I find it hard to believe that any technique is as effective as this CIA agent asserts. It would be easier to believe that this CIA agents is upset that the CIA was put in a bad light and he is lying to justify the evils that the agency has done. He says that he believes that waterboardin g is torture and it shouldn’t be used, while he continues to justify what the CIA did. You can’t have it both ways in a moral world…

  9. Lisa,

    You don’t seem to be upset about all of the people the US has killed. Or, the women and children that Blackwater killed. Waterboardin g is just another morally wrong thing that the USA seems to justify because they say it works.

  10. I didn’t say I wasn’t upset about the people the US killed Doc,but what I don’t get is why are you only upset at the US and not the ones who deliberately kill innocent people for the mere savagery of it?

  11. Lisa,

    Death is bad. However, at one time the US had a higher moral standard that it tried to live up to. One of those things was that we take prisoners and we don’t line them up and kill them on the battle field, which of course would make more sense from a logistics and efficiency point of view. We also had a policy of not torturing our prisoners. The thinking is that if we show our humanity then it might rub off on our enemy. (This is a Christian idea.) Since 9/11/2001 a bunch of guys in the government got frightened and decided that they didn’t have to live up to these Christian standards. After all, the enemy isn’t Christian. So, the US government policy became more vile and disgusting under the guise of saving lives of Americans. The point is that the government decided that they will redefine the word torture in order to allow this disgusting behavior and still claim that they are on the high moral ground. (Talk about disgusting behavior!) And, these people are running on the Christian Republican Party ticket, even though they are not Christian in the real sense of the word. And we are back to the Orwellian deffinitions of words again.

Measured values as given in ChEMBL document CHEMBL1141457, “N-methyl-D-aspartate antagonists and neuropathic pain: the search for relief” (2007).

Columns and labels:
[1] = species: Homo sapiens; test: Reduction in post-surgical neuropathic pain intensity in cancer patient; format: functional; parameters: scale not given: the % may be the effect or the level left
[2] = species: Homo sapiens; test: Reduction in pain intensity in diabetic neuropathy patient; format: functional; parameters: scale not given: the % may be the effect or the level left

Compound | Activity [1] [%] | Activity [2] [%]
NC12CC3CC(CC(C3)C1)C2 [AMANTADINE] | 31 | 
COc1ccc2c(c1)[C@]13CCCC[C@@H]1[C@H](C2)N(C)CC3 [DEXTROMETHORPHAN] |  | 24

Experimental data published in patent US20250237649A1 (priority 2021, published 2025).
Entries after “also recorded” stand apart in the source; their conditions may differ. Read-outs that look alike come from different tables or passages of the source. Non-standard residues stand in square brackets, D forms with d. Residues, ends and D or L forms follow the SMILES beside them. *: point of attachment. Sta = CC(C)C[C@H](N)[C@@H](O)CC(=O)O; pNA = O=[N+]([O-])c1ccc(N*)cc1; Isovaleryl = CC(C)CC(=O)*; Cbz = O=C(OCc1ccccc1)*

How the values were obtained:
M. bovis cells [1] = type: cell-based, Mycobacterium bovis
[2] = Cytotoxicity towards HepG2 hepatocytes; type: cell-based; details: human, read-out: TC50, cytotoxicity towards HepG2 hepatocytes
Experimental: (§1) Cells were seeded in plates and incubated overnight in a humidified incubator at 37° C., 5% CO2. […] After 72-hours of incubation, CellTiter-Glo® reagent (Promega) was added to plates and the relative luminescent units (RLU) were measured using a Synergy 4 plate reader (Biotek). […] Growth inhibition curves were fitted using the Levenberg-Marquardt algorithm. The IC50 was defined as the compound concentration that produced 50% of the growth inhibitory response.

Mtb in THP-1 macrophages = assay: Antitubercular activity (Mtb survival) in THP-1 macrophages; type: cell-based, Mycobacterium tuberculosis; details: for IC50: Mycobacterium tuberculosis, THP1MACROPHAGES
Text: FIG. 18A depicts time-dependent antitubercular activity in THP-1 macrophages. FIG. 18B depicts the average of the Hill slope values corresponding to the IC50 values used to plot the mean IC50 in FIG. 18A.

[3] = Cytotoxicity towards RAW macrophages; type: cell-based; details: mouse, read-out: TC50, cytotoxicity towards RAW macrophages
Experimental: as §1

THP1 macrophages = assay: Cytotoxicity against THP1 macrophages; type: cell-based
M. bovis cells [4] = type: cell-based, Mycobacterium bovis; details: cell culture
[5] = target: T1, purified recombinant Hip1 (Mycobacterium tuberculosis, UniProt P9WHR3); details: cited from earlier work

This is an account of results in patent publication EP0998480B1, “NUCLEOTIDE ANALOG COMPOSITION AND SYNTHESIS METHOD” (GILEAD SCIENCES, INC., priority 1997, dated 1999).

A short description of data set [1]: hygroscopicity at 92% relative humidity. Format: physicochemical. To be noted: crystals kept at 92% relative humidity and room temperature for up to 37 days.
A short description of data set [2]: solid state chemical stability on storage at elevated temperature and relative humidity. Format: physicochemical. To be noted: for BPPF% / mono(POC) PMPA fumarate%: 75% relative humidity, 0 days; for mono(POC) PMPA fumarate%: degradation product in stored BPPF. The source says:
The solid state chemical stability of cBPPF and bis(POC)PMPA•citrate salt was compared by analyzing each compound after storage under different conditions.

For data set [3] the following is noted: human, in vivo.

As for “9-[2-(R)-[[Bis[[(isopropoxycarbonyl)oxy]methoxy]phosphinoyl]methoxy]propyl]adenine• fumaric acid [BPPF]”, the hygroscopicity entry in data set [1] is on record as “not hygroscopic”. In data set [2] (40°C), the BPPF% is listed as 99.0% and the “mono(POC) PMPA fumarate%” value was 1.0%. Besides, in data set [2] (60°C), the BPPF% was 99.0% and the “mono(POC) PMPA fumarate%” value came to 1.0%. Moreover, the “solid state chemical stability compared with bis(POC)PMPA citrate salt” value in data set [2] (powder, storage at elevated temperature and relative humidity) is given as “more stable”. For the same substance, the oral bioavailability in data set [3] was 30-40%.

12. Well Did ever think that the way the enemy America Haters are may be rubbing off of Americans?

  13. I mean rubbing off “on” Americans.

  14. Lisa,

    Even with your correction I don’t understand what you are trying to say. Could you please re-state your comment?

  15. I think that waterboardin g, being a form of mock execution that must be both physically and psychologica lly terrifying, is definitely torture. I also think that torture can be justified in certain instances. The former CIA interrogator mentioned above, I have no reason to believe is lying. I’m with him: it’s torture, it can and does make people who are dedicated to remaining silent, talk. As long as the technique is used to elicit self-verifyi ng information  (”Where is the bomb?” for instance, or “Where’s Khalid Sheik Mohammad?”), as opposed to information that can neither be confirmed or denied (”Are you a terrorist?” for example, or “Are you a witch?” for that matter) that can save many hundreds or thousands of American lives, no jury that I sat upon would convict anyone who used it.